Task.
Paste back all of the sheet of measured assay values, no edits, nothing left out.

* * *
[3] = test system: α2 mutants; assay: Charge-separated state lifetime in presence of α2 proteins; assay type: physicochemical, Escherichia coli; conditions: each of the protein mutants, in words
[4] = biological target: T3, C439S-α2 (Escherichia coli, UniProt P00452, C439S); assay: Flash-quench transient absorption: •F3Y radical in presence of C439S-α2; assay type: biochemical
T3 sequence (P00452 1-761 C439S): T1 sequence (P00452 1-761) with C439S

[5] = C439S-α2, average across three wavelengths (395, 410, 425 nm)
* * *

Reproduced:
[3] = test system: α2 mutants; assay: Charge-separated state lifetime in presence of α2 proteins; assay type: physicochemical, Escherichia coli; conditions: each of the protein mutants, in words
[4] = biological target: T3, C439S-α2 (Escherichia coli, UniProt P00452, C439S); assay: Flash-quench transient absorption: •F3Y radical in presence of C439S-α2; assay type: biochemical
T3 sequence (P00452 1-761 C439S): T1 sequence (P00452 1-761) with C439S

[5] = C439S-α2, average across three wavelengths (395, 410, 425 nm)